Australian employees have found a new way to ‘quit’ their jobs to avoid burnout – and thousands are very unhappy about it.
Thousands on TikTok have admitted to ‘quiet quitting’ – which involves rejecting the idea that workers need to go ‘above and beyond’ at work while still getting paid the same.
Melbourne career expert Sue Ellson told FEMAIL the notion could backfire if the change in behaviour is noticed by others, particularly managers.
Thousands on TikTok have admitted to ‘quiet quitting’ – which involves rejecting the idea that workers need to go ‘above and beyond’ at work (stock image)
One TikToker, who goes by the username @zkchillin (pictured, left), shared a now-viral video explaining the concept. Those who have embraced the concept claim they have been feeling less stressed and have the same recognition
One TikToker, who goes by the username @zkchillin, shared a now-viral video explaining the concept.
‘I recently learnt about this term called “quiet quitting” where you’re not outright quitting your job but you’re quitting the idea of going above and beyond at work,’ he said.
‘You’re still performing your duties but you’re no longer subscribing to the hustle culture and mentality that work has to be your life.
‘The reality is it’s not and your worth as a person is not defined by your productive output.’
The clip has since been viewed more than 2.7million times and in another video he added how other terms used include ‘boundary settings’, ‘meeting expectations’, ‘work-to-rule’ and ‘lying flat’.
What is ‘quiet quitting’?
‘Quiet quitting’ rejects the idea that work has to take over your life and that employees should go above and beyond what their job descriptions entail
According to Metro, this can take many forms – including turning down projects based on interest, refusing to answer work messages outside of working hours or simply feeling less invested in the role
The comments of the video were quickly flooded by other workers from all around the world who admitted they have tried the concept and will continue to do the bare minimum.
‘I quiet quit six months ago and guess what, same pay. Same recognition, same everything but less stress,’ one person wrote.
‘Then when you do it you realise nothing at work matters and suddenly all the stress vanishes,’ another added.
A third wrote: ‘Even when I do this I’m still outperforming 90 per cent of my co-workers.’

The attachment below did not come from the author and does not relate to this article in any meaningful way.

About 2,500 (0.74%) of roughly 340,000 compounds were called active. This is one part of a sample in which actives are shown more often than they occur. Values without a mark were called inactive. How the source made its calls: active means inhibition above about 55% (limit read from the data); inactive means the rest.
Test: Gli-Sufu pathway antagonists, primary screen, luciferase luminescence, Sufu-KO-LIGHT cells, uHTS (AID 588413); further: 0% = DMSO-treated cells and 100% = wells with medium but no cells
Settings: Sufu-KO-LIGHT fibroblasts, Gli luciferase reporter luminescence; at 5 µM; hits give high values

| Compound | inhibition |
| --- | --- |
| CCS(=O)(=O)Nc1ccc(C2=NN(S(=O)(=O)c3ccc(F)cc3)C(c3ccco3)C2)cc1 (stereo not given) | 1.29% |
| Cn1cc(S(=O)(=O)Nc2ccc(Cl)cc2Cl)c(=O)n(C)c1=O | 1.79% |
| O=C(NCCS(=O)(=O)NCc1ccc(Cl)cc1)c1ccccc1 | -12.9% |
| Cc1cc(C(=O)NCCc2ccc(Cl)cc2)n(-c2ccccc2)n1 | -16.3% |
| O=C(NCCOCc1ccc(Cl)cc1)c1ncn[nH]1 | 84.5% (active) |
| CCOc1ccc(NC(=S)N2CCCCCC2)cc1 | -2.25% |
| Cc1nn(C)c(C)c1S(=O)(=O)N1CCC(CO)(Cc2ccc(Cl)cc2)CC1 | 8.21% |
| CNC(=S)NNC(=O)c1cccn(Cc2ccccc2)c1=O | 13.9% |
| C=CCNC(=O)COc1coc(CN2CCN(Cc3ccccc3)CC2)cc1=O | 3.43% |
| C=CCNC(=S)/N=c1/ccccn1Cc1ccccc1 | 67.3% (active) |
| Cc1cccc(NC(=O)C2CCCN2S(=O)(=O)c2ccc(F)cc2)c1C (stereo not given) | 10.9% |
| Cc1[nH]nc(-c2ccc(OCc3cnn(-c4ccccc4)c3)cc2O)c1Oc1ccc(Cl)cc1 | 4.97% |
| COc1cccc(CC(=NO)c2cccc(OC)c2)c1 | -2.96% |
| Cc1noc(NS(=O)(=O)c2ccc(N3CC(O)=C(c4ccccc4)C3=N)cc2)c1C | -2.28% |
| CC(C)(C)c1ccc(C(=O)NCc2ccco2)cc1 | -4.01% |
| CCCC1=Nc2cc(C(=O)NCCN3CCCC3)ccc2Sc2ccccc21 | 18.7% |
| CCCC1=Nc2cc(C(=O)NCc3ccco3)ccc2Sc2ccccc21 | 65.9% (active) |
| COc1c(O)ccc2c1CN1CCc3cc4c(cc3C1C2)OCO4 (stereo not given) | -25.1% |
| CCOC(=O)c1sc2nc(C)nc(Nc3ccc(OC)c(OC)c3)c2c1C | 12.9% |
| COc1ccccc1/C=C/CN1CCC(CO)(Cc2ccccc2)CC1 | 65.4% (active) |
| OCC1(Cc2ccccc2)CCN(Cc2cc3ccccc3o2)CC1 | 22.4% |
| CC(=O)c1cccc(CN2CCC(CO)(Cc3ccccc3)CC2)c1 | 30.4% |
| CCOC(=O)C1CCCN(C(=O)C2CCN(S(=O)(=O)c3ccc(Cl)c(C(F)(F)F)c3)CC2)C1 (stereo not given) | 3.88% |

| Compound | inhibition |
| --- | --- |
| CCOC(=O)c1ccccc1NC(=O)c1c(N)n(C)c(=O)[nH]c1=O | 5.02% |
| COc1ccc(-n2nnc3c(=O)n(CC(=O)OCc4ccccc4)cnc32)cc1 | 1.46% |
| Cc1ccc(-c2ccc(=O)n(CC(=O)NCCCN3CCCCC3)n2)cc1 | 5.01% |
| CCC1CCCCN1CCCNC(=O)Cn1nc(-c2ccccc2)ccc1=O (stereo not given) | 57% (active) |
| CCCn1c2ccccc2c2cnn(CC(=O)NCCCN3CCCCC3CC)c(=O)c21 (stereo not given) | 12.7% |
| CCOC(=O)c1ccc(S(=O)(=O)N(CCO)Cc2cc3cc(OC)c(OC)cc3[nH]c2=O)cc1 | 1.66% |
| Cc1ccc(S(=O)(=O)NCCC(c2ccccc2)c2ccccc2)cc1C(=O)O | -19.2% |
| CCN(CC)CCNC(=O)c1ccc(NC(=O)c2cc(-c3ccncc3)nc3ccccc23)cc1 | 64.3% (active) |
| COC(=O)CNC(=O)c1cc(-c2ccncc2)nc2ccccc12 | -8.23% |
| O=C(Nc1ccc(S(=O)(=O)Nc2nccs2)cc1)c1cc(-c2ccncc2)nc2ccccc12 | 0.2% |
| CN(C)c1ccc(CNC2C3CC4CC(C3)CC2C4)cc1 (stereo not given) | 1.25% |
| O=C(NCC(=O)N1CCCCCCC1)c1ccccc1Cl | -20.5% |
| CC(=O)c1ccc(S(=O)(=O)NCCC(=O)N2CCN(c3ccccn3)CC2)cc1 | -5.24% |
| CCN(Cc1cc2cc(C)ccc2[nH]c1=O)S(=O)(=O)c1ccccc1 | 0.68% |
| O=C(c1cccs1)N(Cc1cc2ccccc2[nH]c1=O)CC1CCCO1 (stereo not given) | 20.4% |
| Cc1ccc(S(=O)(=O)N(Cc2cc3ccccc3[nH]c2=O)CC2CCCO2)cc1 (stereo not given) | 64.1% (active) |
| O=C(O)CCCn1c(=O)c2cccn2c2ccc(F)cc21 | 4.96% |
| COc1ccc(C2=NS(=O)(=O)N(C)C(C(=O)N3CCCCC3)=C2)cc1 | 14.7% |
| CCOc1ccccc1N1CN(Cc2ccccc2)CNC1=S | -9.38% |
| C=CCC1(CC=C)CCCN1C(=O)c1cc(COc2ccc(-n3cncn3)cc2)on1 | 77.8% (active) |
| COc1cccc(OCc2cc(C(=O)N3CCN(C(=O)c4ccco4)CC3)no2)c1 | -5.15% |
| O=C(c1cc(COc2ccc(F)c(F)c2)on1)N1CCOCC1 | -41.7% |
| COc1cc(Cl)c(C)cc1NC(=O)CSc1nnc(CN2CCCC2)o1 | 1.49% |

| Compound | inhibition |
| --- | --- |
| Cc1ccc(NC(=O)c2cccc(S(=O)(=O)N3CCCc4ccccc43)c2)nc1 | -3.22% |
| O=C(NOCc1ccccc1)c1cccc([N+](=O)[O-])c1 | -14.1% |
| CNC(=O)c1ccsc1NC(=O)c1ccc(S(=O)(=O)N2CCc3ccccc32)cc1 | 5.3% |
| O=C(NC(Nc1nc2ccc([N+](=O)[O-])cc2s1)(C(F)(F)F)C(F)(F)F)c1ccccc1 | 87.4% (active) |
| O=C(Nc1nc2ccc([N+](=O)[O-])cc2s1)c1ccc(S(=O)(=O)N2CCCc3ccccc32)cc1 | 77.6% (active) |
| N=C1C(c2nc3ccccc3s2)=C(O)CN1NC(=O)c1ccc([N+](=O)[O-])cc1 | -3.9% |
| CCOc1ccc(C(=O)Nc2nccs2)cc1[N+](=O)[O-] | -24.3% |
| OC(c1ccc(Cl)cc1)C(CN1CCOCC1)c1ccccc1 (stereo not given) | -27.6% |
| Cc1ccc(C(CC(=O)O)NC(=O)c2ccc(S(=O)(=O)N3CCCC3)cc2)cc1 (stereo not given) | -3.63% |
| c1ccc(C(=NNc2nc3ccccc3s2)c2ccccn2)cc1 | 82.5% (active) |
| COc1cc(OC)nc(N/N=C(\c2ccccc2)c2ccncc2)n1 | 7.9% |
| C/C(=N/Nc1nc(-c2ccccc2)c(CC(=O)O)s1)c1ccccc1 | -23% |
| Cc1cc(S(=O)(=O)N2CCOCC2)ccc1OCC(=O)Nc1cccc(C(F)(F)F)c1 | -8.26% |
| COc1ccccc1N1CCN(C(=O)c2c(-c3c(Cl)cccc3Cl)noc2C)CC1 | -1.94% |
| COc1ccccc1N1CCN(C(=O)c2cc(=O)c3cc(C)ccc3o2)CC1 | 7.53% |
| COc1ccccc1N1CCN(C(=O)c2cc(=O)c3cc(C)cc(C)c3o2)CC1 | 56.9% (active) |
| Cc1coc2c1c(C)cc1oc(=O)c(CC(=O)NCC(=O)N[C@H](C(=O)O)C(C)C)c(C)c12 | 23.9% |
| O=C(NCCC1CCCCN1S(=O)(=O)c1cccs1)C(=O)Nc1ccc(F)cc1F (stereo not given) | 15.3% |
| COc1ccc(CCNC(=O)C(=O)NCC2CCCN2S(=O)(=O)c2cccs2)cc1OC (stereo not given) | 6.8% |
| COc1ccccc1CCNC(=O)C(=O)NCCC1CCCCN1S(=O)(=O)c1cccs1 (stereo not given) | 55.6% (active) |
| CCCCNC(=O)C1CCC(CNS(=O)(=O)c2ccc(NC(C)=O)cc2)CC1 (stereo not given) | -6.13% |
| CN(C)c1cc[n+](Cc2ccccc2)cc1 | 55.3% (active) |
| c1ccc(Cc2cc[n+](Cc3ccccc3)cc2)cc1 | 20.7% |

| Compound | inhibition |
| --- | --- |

Another person said they do ‘just enough not to get fired or noticed’.
The TikToker who posted the video added: ‘This works best if you can tolerate your job – if you’re miserable, get outta there! Your peace of mind comes first.’
Another person pointed out: ‘It’s called “meeting expectations”, if you’re doing more then this you are losing time and money.’
One TikToker said they changed their work motto to ‘strive to be mediocre’.
Tther terms used include ‘boundary settings’, ‘meeting expectations’, ‘work-to-rule’ and ‘lying flat’ (stock image)
Career Development Practitioner Sue Ellson (pictured) told FEMAIL it’s important to be discreet with your employer if your change in behaviour is noticed
Author and Career Development Practitioner Sue Ellson, from Melbourne, told FEMAIL it’s important to be discreet with your employer if your change in behaviour is noticed.
Ms Ellson said while the concept of quiet quitting isn’t new, technology and working from home has been able to track what is done each day.
‘Quiet quitting is a prompt to increase your personal productivity across your entire day, then I can move on to my other priorities,’ she said.
‘However, if you are perceived as ‘slacking off’ after previously over-extending yourself, communication is key.
‘You may need to explain why your behaviour has changed and be ready to do so. Reacting in frustration and saying that you are tired of doing more work than everyone else in the heat of the moment is not the answer.’
Ms Ellson encouraged workers to be prepared and indicate your priorities.
‘At the end of the day, the relationship between employee and employer needs to be one of mutual respect, empathy and commitment,’ she said.
‘The implied “rule” of quiet quitting is that you still get the job done. Don’t ever lose sight of the value exchange.’